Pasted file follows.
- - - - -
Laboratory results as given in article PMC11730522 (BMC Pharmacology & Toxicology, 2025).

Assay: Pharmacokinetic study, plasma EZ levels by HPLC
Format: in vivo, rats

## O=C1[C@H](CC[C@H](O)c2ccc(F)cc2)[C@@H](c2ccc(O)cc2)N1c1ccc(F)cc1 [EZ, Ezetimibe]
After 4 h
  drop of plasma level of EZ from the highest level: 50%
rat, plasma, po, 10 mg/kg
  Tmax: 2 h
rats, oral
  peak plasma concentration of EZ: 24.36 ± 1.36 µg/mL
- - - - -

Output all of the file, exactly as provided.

Laboratory results as given in article PMC11730522 (BMC Pharmacology & Toxicology, 2025).

Assay: Pharmacokinetic study, plasma EZ levels by HPLC
Format: in vivo, rats

## O=C1[C@H](CC[C@H](O)c2ccc(F)cc2)[C@@H](c2ccc(O)cc2)N1c1ccc(F)cc1 [EZ, Ezetimibe]
After 4 h
  drop of plasma level of EZ from the highest level: 50%
rat, plasma, po, 10 mg/kg
  Tmax: 2 h
rats, oral
  peak plasma concentration of EZ: 24.36 ± 1.36 µg/mL